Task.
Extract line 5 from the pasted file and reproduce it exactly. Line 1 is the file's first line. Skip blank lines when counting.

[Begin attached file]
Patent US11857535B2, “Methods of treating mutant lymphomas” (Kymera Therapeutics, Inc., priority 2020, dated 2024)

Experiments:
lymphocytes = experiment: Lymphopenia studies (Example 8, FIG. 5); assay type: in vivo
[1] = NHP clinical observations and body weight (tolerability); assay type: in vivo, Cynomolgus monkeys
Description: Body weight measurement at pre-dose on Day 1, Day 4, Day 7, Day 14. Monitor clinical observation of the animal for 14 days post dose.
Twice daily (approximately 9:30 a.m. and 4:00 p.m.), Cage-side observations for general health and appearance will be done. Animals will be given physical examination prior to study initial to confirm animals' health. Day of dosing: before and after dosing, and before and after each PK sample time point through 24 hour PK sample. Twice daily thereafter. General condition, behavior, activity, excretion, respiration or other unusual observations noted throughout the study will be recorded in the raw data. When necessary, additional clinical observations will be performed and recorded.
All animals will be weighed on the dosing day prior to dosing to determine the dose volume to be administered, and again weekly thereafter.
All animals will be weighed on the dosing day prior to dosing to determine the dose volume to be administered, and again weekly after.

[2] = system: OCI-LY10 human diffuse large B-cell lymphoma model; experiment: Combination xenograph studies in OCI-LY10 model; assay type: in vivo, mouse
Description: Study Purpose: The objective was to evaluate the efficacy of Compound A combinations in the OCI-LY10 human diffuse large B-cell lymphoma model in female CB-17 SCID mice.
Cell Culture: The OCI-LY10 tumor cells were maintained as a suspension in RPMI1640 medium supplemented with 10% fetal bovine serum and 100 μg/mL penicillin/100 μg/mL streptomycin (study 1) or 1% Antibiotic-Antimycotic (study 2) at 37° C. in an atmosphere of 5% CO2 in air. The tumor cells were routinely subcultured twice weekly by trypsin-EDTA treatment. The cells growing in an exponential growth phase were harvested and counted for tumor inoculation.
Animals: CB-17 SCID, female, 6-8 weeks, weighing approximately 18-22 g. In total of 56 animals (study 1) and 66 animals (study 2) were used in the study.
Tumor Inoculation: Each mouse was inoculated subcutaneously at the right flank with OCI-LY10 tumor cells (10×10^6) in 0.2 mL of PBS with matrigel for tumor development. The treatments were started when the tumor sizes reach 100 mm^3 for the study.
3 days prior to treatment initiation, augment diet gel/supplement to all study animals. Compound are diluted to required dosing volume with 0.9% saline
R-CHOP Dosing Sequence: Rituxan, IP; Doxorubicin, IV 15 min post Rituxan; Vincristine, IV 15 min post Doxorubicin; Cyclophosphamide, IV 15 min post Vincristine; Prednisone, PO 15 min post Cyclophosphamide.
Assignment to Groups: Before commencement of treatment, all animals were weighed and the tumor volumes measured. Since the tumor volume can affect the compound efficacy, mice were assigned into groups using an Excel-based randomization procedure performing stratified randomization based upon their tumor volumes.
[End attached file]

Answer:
Description: Body weight measurement at pre-dose on Day 1, Day 4, Day 7, Day 14. Monitor clinical observation of the animal for 14 days post dose.